Schistosomes are grossly visible flukes which cause disease in a wide range of birds and mammals. These parasites have separate genera but the male and female are joined throughout much of their extended life cycle (ranging from 3-30 years). They feed on blood cells and globulins, which are digested in a blind digestive tract with residua regurgitated into the host’s circulation.1 In humans, schistosomiasis (Bilharzia) affects millions of people with up to 200 million on prevention annually.3 The most widespread and pathogenic human schistosomes are S.mansoni, S. japonicum, and S. haematobium. S. mansoni and S. japonicum live within mesenteric veins, and their eggs are trapped within intestinal walls, resulting in acute bloody diarrhea, and chronic, hepatosplenic granulomatous disease and fibrosis. The eggs of these two flukes are excreted in the feces. S. haematobium lives within the venous plexi adjacent to the urinary bladder resulting in urinary bladder ulceration and hematuria, and chronically in proliferative and fibrosis lesion of the urinary bladder, and less commonly, ureters. Its eggs are excreted in the urine.1

The family Spirorchiidae, parasites of turtles include 16 recognized genera, and the flukes live within the cardiovascular system. Eggs of these parasites lodge within all organs of the body, forming microgranulomas (as seen in this slide.) The life cycle of spirorchid flukes of freshwater turtles involves a pulmonate snail; that of marine turtles is largely unknown, although a common species of blood fluke, Learedius learedi, has been identified in the limpet Fissurella nodosa.6

Of particular current interest is how the lifecycle of blood flukes is completed at all, without direct access of female flukes to intestinal (or in some cases) urinary bladder. Eggs are laid directly into the bloodstream, and form microgranulomas within tissues. Over the last decade, researchers in the area of human schistosomiasis have begun to unravel the way that flukes and their eggs exploit the immune system to get into the external environment.3 After egg shell components facilitate endothelial adhesion within intestinal vessels, the microgranuloma surrounding the egg actually facilitates the translocation process from intestinal vessels, through the lamina propria and mucosal epithelium and ultimately into the intestinal lumen. The importance of the immune system has been demonstrated by the low fecal egg counts seen in infected immunosuppressed mice; recent research has also focused on the importance of the intestinal microbiome as well. It is likely that a similar process occurs within Spirorchis-infected turtles as well.3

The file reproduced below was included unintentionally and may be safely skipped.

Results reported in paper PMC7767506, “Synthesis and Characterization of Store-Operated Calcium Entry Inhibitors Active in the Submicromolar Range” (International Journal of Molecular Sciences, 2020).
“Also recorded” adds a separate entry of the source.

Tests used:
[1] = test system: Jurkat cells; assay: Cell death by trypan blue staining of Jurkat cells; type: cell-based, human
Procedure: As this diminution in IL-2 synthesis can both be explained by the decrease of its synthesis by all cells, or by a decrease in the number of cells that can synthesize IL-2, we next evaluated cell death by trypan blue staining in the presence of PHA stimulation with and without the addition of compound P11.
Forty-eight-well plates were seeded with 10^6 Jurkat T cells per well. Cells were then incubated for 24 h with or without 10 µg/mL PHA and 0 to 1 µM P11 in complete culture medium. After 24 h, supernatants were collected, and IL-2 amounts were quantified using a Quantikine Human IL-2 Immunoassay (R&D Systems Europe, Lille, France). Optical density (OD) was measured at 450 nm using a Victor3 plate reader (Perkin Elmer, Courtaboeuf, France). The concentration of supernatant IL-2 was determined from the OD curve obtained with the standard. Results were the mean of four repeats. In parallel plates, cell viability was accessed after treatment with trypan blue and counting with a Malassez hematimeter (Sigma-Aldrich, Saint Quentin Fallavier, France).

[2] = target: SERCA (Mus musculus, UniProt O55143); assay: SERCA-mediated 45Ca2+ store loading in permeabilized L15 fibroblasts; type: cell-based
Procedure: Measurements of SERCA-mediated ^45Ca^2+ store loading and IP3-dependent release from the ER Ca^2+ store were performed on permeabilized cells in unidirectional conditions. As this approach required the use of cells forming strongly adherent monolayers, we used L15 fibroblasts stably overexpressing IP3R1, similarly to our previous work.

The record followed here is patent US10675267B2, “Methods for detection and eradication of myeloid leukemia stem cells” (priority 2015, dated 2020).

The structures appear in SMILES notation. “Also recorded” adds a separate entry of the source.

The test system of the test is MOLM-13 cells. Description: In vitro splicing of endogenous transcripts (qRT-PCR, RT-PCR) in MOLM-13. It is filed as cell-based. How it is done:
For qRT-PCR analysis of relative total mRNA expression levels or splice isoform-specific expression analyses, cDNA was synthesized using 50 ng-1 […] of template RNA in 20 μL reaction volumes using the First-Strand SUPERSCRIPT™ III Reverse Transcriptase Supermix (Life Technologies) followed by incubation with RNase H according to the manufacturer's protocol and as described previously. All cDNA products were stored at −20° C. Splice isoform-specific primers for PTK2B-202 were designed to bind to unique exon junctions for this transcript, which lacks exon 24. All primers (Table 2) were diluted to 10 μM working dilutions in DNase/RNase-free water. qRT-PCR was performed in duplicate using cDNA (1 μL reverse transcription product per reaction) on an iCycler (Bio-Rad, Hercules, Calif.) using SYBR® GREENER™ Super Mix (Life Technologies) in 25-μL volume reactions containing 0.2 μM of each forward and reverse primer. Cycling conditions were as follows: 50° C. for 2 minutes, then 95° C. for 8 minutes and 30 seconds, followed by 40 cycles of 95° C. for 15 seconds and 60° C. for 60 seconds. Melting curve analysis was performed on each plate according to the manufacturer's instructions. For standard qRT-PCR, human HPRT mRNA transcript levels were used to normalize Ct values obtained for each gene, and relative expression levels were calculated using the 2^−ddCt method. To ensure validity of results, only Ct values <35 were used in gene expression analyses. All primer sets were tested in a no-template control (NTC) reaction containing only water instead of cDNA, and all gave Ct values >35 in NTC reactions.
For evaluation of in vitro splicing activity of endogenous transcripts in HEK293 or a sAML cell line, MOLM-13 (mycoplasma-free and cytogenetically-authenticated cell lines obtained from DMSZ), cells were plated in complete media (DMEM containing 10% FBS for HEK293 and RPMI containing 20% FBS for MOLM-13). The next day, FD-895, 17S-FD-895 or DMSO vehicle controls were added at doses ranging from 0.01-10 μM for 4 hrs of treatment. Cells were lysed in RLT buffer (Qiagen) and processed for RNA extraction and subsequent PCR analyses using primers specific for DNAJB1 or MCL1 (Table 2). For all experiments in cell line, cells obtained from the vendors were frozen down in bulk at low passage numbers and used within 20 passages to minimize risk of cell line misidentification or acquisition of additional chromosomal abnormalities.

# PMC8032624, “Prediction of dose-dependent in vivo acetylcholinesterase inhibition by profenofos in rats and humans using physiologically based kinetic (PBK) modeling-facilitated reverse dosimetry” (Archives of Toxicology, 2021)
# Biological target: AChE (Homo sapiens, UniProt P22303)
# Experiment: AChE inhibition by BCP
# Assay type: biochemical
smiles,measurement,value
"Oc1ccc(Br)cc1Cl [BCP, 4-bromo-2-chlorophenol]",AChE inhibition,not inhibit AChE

The moderator discussed an upcoming paper (currently in press) which identifies a fatal outbreak of spirorchid parasites in black pond turtles from Thailand.


1. Gryseels, B. Schistosomiasis. Infect Dis Clin N Am 2012; 26:383-397.
2. Jacobson, ER. Parasites and parasitic diseases of reptiles. Spirorchiidae In: Jacobson (Edit). Infectious diseases and pathology of reptiles. Color atlas and text. 2007; 583-584. Taylor and Francis CRC press.
3. Schwartz C, Fallon PG. Schistosoma “eggs-iting the host: granuloma formation and egg excretion. Frontiers in Immunol 2018;
4. Wolke RE, Brooks DR, George A. Spirorchidiais in Loggerhead Sea Turtles (Caretta caretta): Pathology. J Wildl Dis 1982; 18 (2): 175-185.
5. Work TM, Balazs GH, Schumacher JL, Amarisa M. Epizootiology of spirorchiid infection in green turtles (Chelonia mydas) in Hawaii. J Parasitol 2005; 91(4): 871–876.
6. Yonkers SB, Schneider R, Reavill DR, Archer LL, Childress AL, Wellehan JFX. Coinfection with a novel fibropapilloma-associated herpesvirus and a novel Spirorchis sp. in an eastern box turtle in Florida.

Click the slide to view.

1-1. Heart, turtle

1-2. Heart, turtle

1-3. Heart, turtle

1-4. Heart, turtle